Although there are many successful wineries located across the green line, Tura Winery has become a main attraction for diplomats, celebrities, and activists seeking a glimpse into the highly debated issue of Israeli settlements. With their vineyards almost impossible to reach without army presence and their beautiful visitor center on the wrong side of any two state solution, Tura Winery has a lot to offer a curious tourist. “It’s not just about wine anymore,” Vered explained, shaking her head through a smile. With an ever revolving door of visitors anxious to either break or reaffirm stereotypes, Vered’s voice has become raspy and hoarse with years of endless political dialogue and discussion. “There are people who have arrived at the winery over an hour of driving through traffic from Tel Aviv only to refuse to taste my wine,” Vered recounted dumbfounded.
Driving through the West Bank you can see innumerable acres of olive trees and vineyards planted by Israeli settlers for the purpose of “settling the land”, but few as influential as those of Vered and Erez. Although planted purely for ideological purposes, the Ben Saadon’s simple vineyard has been transformed into a hub of dialogue and discussion. Had the political climate not have pressured Carmel Mizrachi to end cooperation with Tura, not only would Israel be robbed of one of its finest wineries, but also a crucial platform in the attempt to bridge the ever expanding gap between those on opposite sides of the political spectrum.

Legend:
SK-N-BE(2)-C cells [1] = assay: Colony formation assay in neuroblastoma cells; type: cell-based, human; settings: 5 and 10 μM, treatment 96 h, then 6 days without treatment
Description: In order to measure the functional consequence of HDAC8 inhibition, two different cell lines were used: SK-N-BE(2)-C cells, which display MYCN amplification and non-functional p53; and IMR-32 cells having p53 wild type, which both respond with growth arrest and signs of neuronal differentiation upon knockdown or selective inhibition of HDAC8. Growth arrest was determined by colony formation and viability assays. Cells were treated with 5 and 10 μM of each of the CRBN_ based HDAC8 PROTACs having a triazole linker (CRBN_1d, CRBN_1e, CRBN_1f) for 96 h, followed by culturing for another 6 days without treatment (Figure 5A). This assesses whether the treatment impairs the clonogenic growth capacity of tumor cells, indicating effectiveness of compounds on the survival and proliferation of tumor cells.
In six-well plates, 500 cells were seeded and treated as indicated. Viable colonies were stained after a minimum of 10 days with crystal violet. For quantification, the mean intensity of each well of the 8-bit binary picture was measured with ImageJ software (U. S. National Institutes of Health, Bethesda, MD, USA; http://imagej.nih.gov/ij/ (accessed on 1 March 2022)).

“Seven years,” Vered says about her wines, who seem to have learned from their vintners the importance of patience, “four years in the vineyard and three in the bottle”. Drinking this wine is like going fruit picking. While you can get delicious fruit at any supermarket, fruit picking is such an enjoyable activity because of holistic experience: the sensation of mineral soil under your feet, the fragrant leaves, the rustic farming equipment. That is the full experience of this wine. Vered and Erez named their daughter Smadar Hallel, “nascent grapes of praise”, to embody the incredible importance of taking that which the soil provides and using it to produce something that will cause praise and celebration of the land. This bright and ripe merlot provides warranted praise for the land of Israel and Tura Winery. Drink this bottle at a special occasion, even if it means saving it until you have a real reason to celebrate. Pair this wine with The Decemberists’, “The King is Dead” or The Weepies’, “Say I Am You”, and give Vered and Erez a visit at Tura Winery in Rechelim.